The Victorian Government has expanded the funding for local screen industries, including video game studios for the very first time.
Media releases from Creative Victoria and Film Victoria have stated that the Victoria State Government have invested an additional $33.8 million into the Victorian Screen Incentive. Besides film and television, the fund is also directed towards video game production.
While attracting international and interstate projects to Victoria is nothing new, video game companies will be included in the $19.2 million set aside for this specific purpose for the first time. $4.7 million will be support the production of local content.
As of now, Melbourne, Victoria has been a surprisingly vibrant area for indie games. Two of the most notable titles that have come from our southern cousins have been the game with no name, Untitled Goose Game, and the more heartfelt story game Florence.
However, this increase of funding could soon bring some major international studios Down Under (or specifically Victoria, thanks Gladys). Call of Duty devs Sledgehammer Games are opening a studio in Melbourne and are hiring. Kerbal Space Program and The Outer Worlds publisher Private Division will also be publishing Melbourne-based League of Geeks’ latest IP.
With Victoria finally out of the COVID-19 woods, life is making a slow return to normal, and it’s stellar to see the Andrews government investing in the creative industries. Besides games, the film production industry could be thriving; Hollywood action movie Blacklight — starring Liam Neeson — is set to start shooting this week. The production will involve more than 1,000 people, but will adhere to COVIDSafe protocols.
It’s time to make it in Melbourne! The new Victorian Screen Incentive will attract more #production #VFX #animation #postproduction and for the first time #digitalgames projects to be made in #Victoria. Find out more https://t.co/y3lpVeAIkq pic.twitter.com/Fwt7VptdZ0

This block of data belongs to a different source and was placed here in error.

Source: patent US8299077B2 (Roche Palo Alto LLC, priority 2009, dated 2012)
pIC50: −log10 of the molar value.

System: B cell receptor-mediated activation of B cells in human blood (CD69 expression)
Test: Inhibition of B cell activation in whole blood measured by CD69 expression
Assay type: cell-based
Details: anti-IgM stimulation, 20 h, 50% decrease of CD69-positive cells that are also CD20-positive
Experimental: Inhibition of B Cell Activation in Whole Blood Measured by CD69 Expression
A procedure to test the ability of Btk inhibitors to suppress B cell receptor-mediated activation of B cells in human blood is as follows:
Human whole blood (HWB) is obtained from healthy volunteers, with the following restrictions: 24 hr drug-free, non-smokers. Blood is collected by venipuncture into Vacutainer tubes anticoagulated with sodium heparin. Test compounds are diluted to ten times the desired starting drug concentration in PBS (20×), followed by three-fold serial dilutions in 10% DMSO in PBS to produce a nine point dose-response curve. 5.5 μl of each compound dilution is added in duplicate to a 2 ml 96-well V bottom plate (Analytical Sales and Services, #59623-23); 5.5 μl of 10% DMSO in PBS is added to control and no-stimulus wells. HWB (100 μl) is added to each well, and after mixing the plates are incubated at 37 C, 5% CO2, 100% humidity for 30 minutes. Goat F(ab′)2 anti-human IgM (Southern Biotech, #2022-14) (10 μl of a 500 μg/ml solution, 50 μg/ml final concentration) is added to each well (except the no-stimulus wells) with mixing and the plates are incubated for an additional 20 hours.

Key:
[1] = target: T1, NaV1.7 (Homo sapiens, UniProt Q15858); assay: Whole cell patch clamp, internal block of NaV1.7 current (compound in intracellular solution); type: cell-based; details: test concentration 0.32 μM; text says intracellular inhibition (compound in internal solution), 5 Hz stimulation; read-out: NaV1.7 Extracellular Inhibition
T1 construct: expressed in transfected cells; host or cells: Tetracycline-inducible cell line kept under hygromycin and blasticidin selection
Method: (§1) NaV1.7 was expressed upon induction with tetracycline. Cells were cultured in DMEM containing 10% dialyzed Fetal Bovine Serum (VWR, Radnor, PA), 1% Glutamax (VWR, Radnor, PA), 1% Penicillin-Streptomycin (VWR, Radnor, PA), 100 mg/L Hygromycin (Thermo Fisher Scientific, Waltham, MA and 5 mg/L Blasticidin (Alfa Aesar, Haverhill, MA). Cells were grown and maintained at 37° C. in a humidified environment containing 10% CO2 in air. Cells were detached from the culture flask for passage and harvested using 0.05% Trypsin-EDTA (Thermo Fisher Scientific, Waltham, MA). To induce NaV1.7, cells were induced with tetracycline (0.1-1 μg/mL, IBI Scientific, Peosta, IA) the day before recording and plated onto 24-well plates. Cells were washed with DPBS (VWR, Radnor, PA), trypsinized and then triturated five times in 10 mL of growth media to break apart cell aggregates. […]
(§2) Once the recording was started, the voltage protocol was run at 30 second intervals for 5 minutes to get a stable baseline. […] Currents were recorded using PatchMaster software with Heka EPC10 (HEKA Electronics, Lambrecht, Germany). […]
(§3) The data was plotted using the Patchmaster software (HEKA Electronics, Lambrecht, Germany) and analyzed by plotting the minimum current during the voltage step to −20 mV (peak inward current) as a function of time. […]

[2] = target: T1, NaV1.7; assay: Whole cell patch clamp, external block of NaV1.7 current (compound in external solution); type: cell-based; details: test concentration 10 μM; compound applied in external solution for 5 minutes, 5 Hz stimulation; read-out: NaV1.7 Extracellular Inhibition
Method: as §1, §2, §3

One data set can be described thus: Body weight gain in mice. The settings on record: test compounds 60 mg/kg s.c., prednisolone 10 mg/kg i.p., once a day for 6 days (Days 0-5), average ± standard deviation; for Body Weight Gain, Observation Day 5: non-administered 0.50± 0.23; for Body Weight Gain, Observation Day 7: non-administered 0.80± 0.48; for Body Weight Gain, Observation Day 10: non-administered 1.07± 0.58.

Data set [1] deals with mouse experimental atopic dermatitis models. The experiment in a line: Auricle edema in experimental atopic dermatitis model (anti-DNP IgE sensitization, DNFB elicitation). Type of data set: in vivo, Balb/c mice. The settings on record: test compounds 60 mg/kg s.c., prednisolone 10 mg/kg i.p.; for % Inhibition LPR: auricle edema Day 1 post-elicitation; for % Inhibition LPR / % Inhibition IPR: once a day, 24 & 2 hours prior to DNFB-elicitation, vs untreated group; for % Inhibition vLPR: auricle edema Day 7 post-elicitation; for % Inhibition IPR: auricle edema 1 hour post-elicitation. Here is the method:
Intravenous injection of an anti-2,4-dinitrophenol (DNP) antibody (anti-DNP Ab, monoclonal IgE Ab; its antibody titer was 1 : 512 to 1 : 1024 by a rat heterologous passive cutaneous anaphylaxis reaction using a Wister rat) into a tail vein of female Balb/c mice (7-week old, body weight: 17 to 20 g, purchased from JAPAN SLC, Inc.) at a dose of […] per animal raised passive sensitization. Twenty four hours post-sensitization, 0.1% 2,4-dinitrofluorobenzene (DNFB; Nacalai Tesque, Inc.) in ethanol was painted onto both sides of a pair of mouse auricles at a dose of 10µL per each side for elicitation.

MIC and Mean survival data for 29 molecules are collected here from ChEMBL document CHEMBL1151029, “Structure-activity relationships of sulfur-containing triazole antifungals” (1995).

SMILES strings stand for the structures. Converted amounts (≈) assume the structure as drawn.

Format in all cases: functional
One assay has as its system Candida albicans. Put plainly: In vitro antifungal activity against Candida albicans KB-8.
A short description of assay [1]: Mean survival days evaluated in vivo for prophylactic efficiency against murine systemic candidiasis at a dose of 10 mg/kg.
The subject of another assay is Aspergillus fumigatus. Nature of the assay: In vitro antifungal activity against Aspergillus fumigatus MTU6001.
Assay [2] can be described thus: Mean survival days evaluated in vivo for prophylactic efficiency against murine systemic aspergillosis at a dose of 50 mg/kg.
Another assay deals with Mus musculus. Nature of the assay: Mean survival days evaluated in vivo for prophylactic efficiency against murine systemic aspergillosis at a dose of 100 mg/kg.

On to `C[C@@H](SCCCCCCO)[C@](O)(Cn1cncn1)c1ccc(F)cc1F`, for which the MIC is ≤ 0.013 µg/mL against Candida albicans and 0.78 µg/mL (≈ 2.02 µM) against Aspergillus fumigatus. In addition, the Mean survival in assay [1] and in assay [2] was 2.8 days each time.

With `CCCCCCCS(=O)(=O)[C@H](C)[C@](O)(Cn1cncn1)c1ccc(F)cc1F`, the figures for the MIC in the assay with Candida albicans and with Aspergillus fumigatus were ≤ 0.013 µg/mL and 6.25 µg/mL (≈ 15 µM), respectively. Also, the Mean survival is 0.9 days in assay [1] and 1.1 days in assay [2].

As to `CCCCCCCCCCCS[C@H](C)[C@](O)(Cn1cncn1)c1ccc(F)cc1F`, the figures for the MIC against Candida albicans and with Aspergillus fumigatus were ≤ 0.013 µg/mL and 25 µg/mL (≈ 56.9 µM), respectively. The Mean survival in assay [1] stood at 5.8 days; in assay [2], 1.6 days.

— filmvictoria (@FilmVictoria) November 13, 2020
The Interactive Games & Entertainment Association (IGEA) — which represents the Australian and New Zealander video game industry — praised the move from the Victoria State Government in a media release of their own.
IGEA highlighted that while the funding will help build upon the original intellectual properties from the local industry, there was still a long way to go to fulfil the full potential of international investment.
CEO of IGEA, Ron Curry, said:
“We again ask the Australian Government to do its part by providing a federal tax offset for game development, just like it does to the rest of the screen production industry… we can exponentially grow the local game development industry and attract the hundreds of millions of dollars, if not billions of dollars, that is waiting to be invested in Australia. Australia has the ability to create a $1 billion industry in game development, providing much needed export revenue and the creation of 10,000 new highly-skilled and innovation focused full-time jobs.”